Oxytocin Pathways in the Context of Human-Animal Interaction
About the Lecture Series
The series features regular scholarly talks and discussions on human-animal relationships. Our affiliates investigate different facets of human-animal relationships, broadly construed. We have expertise in veterinary medicine, animal cognition, anthropology, interpersonal psychology, and human decision-making, among other disciplines.
Featured Speaker: Evan MacLean, PhD
Evan MacLean is an Assistant Professor at the University of Arizona, where he holds appointments in Anthropology, Veterinary Medicine, Psychology, and Cognitive Science. He is the founder and Director of the Arizona Canine Cognition Center. Dr. MacLean received his Ph.D. in Evolutionary Anthropology from Duke University in 2012, where he was a James B. Duke Fellow. His research integrates evolutionary biology and comparative psychology methods to address questions about the mechanisms through which animals represent and reason about the world and the processes through which cognition evolves. He also conducts applied work investigating how dog behavior, cognition, genetics, and neuroendocrinology research can improve how dogs are selected, bred, and trained for societal roles.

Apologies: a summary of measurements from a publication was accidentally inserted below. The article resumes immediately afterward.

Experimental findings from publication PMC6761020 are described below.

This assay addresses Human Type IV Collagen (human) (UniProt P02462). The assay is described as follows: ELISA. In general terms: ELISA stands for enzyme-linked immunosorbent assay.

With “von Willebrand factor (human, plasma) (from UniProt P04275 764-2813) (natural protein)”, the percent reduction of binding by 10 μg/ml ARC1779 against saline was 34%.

In addition to his work on animal behavior and cognition, Dr. MacLean studies the biological mechanisms involved in human-animal interaction, focusing on the neuropeptides oxytocin and vasopressin. He has led diverse projects on these topics, supported by the National Institutes of Health, the Office of Naval Research, the AKC Canine Health Foundation, and the Waltham Center for Pet Nutrition. In 2015, he was awarded a Next Generation Canine Research Fellowship from the Stanton Foundation. His work has been highlighted in media outlets, including The New York Times, National Public Radio, the BBC, and National Geographic.